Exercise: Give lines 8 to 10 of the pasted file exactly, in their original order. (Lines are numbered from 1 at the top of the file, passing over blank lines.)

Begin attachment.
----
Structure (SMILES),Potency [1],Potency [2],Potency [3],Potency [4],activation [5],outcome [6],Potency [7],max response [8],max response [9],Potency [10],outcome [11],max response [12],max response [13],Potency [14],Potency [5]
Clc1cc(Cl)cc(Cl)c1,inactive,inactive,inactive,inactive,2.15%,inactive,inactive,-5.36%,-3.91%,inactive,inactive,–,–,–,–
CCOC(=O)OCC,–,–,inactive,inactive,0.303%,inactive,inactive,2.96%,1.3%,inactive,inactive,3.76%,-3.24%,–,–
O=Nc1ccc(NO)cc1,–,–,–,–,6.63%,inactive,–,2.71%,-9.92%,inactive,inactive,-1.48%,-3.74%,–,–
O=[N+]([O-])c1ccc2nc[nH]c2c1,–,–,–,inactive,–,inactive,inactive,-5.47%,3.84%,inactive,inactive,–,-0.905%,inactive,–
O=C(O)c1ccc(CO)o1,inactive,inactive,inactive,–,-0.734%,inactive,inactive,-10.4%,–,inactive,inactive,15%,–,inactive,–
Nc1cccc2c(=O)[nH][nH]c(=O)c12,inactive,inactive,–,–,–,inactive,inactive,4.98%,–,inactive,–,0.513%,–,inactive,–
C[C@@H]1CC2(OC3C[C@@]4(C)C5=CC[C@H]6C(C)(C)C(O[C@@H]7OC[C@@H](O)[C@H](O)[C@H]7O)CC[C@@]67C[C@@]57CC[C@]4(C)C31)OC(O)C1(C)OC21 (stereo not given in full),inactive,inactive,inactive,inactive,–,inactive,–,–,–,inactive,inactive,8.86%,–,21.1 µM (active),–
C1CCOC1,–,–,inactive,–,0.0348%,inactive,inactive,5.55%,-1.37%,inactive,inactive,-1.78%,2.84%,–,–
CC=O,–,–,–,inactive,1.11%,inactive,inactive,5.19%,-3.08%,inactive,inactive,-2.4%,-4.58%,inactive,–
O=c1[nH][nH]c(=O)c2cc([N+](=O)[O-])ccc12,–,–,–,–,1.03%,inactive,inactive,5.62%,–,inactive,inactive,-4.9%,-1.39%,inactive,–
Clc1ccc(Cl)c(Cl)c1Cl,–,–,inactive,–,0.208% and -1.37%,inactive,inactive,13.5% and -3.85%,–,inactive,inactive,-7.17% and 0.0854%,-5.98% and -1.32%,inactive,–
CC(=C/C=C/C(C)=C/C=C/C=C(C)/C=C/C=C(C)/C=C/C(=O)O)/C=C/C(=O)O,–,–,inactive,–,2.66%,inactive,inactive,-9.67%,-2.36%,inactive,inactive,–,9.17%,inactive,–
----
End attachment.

C[C@@H]1CC2(OC3C[C@@]4(C)C5=CC[C@H]6C(C)(C)C(O[C@@H]7OC[C@@H](O)[C@H](O)[C@H]7O)CC[C@@]67C[C@@]57CC[C@]4(C)C31)OC(O)C1(C)OC21 (stereo not given in full),inactive,inactive,inactive,inactive,–,inactive,–,–,–,inactive,inactive,8.86%,–,21.1 µM (active),–
C1CCOC1,–,–,inactive,–,0.0348%,inactive,inactive,5.55%,-1.37%,inactive,inactive,-1.78%,2.84%,–,–
CC=O,–,–,–,inactive,1.11%,inactive,inactive,5.19%,-3.08%,inactive,inactive,-2.4%,-4.58%,inactive,–